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Language Disorder (1)(1).pptx

  1. Language and the Brain By Dr. Rehab Farouk An Introduction to Psycholinguistics Danny D. Steinberg and Natalia V. Sciarini
  2. The Brain • A whole which is divided into vertical halves that seem to be mirror images of one another. It looks much like a walnut with the two parts joined around the middle, except that there is little space between the two halves in the real brain. Each half of the brain is called a hemisphere. There is a left hemisphere and a right hemisphere. The hemispheres come out of the brain stem, which connects to the spinal cord. The hemispheres maintain connection with one another through a bundle of fibres called the corpus callosum. The brain, together with the spinal cord, is referred to as the central nervous system of the human body.
  3. The cerebral cortex • There is a covering on each hemisphere, called the cortex, which is a furrowed outer layer of cell matter. It is the cortex that is concerned with higher brain functions in both humans and animals. The cerebral cortex in humans has increased in size and complexity to become the largest part of the brain. • Each cerebral hemisphere is divided into four parts or lobes: from front to back there are the frontal, temporal, parietal (located above the temporal), and the occipital. This division of the brain into lobes is loosely based on physical features and not on actual separations.
  4. General Functions • General functions such as cognition (to some degree) occur in the frontal lobe, hearing occurs in the temporal lobe, general somaesthetic sensing (feeling in the arms, legs, face, etc.) in the parietal lobe, and vision in the occipital lobe. Each hemisphere has these lobes with these functions. As we shall see later, there are other hemispheric-specific functions that are also located in some of these areas. For example, the left hemisphere typically involves language.
  5. Language areas: The front part of the parietal lobe, along the fissure of Rolando, is primarily involved in the processing of sensation, and may be connected with the speech and auditory areas at a deeper level. l The area in front of the fissure of Rolando is mainly involved in motor functioning, and is thus relevant to the study of speaking and writing.  l An area in the upper back part of the temporal lobe, extending upwards into the parietal lobe, plays a major part in the comprehension of speech. This is ‘Wernicke’s area’. l In the upper part of the temporal lobe is the main area involved in auditory reception, known as ‘Heschl’s gyri’, after the Austrian pathologist R. L. Heschl (1824–81).  l The lower back part of the frontal lobe is primarily involved in the encoding of speech. This is ‘Broca’s area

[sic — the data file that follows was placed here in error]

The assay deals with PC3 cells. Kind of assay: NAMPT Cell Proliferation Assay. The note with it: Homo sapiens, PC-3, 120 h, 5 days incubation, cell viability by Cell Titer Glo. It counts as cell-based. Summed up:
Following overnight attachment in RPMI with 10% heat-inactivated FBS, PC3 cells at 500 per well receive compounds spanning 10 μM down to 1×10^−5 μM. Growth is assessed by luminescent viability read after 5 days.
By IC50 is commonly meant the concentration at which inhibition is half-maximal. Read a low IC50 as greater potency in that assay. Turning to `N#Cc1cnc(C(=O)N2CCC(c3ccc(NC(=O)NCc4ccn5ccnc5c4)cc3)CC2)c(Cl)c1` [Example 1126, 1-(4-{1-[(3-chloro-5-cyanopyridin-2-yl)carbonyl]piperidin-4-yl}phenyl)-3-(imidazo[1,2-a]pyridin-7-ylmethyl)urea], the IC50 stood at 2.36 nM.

6. Spoken Language • Some of the neural pathways that are considered to be involved in the processing of spoken language: • 1. Speech production. The basic structure of the utterance is thought to be generated in Wernicke’s area and is sent to Broca’s area for encoding. The motor programme is then passed on to the adjacent motor area, which governs the articulatory organs. • 2. Reading aloud. The written form is first received by the visual cortex, then transmitted via the angular gyrus to Wernicke’s area, where it is believed to be associated with the auditory representation. The utterance structure is then sent on to Broca’s area, as in (1). • 3. Speech comprehension. The signals arrive in the auditory cortex from the ear, and are transferred to the adjacent Wernicke’s area, where they are interpreted.
  7. Hemispheres • Left and right hemispheres control opposite sides of the body. • Dysfunctions seem to be caused by the two hemispheres vying with one another for dominance. Some even argue that left-handers die younger (Halpern and Coren, 1991). • Because dominance is a congenital condition, the practice of forcing children who are naturally left-handers to use their right hand for writing, etc., will not remedy such problems but may serve to worsen them and create others. Many countries still force natural left-handers to be right-handers